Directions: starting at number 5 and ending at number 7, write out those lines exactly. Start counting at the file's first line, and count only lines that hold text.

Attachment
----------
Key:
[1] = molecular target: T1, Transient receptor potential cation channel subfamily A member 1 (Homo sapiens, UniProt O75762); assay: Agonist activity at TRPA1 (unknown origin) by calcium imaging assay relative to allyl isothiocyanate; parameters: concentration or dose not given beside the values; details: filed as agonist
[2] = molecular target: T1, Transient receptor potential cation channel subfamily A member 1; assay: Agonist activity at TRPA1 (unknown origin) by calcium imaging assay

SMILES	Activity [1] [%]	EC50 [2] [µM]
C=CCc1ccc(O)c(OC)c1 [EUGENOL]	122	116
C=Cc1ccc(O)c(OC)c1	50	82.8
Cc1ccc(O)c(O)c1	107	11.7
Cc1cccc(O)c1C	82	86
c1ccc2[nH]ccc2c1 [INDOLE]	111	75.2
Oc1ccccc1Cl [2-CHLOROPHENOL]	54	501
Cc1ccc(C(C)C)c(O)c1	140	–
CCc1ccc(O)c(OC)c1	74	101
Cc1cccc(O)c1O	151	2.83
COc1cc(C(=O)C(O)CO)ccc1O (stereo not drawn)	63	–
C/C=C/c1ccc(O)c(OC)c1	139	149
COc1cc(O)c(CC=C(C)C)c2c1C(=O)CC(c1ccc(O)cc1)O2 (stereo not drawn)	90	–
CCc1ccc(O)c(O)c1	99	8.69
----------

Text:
C=CCc1ccc(O)c(OC)c1 [EUGENOL]	122	116
C=Cc1ccc(O)c(OC)c1	50	82.8
Cc1ccc(O)c(O)c1	107	11.7